A class-action lawsuit filed on Tuesday alleges HBO of sharing subscriber viewing history with Facebook. The lawsuit was filed in New York on behalf of two subscribers, Angel McDaniel and Constance Simon, by law firm Bursor & Fisher. It accuses HBO of violating the 1988 Video Privacy Protection Act (VPPA).
The VPPA came about after a Washington Post reporter was easily able to obtain the video rental history of Supreme Court nominee Robert Bork in 1987. Mr. Bork was a “strict constitutionalist” who did not believe individuals were guaranteed privacy protections if they were not written into law. Shortly after his own video rental history became public, the VPPA was passed.
Bursor & Fisher has an extensive history of class-action payments and settlements that are displayed on its website. They include Playboy, Kotex, Zicam, Hearst, Consumer Reports, Robocalls, and Sprint. Some PC enthusiasts may even remember it from the lawsuit against NVIDIA regarding the GeForce GTX 970. That lawsuit was about the advertised VRAM for the GPU. Needless to say, the law firm has experience in going after larger companies and corporations with class-action lawsuits.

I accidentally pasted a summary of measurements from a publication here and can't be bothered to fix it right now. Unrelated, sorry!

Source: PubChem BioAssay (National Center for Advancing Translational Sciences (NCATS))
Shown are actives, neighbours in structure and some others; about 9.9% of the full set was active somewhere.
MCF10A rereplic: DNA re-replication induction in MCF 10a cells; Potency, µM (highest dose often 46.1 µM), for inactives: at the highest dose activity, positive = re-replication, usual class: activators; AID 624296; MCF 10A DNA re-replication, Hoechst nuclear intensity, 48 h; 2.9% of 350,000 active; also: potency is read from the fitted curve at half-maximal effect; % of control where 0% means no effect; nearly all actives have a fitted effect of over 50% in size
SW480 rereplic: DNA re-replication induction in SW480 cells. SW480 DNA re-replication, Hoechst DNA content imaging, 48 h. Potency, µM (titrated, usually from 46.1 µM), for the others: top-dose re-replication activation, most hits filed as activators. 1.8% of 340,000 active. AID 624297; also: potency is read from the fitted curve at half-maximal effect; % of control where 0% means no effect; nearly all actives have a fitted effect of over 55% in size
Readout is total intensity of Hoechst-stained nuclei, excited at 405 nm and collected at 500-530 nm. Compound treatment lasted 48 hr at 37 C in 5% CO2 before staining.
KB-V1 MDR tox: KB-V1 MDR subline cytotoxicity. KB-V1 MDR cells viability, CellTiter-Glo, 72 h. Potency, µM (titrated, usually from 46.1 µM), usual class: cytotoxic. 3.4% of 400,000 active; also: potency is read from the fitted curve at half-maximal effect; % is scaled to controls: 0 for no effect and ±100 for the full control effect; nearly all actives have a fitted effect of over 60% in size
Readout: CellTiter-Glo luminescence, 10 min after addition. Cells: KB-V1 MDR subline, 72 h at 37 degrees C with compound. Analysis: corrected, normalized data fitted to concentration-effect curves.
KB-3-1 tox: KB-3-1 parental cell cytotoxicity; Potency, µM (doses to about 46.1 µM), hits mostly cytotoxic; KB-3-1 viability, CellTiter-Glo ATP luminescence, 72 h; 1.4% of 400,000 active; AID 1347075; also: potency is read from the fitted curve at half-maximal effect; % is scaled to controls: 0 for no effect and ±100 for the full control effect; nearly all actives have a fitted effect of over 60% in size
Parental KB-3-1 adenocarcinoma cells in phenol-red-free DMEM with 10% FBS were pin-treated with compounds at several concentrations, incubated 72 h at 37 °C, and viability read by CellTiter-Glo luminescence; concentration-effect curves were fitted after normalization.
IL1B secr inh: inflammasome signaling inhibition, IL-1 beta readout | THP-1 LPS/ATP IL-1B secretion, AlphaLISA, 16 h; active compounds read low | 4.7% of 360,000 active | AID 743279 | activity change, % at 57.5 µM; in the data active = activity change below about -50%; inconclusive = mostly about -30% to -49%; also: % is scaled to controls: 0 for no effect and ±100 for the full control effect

This will not be the first time Facebook has been listed in litigation, or even in getting laws changed, regarding video services. From streaming to videotapes, its name has come up before.
- 2008: The once king of videotape rentals, Blockbuster, faced a class-action suit for sharing rental information with Facebook’s advertising project called Beacon.
- 2011: Netflix, following a lawsuit of its own in 2009, excludes the U.S. when rolling out its own Facebook sharing option. It later successfully pursues in getting the law amended in 2012.
- 2015: Hulu had a case ruled in its favor regarding whether or not it knew that Facebook was combining user data with viewing information.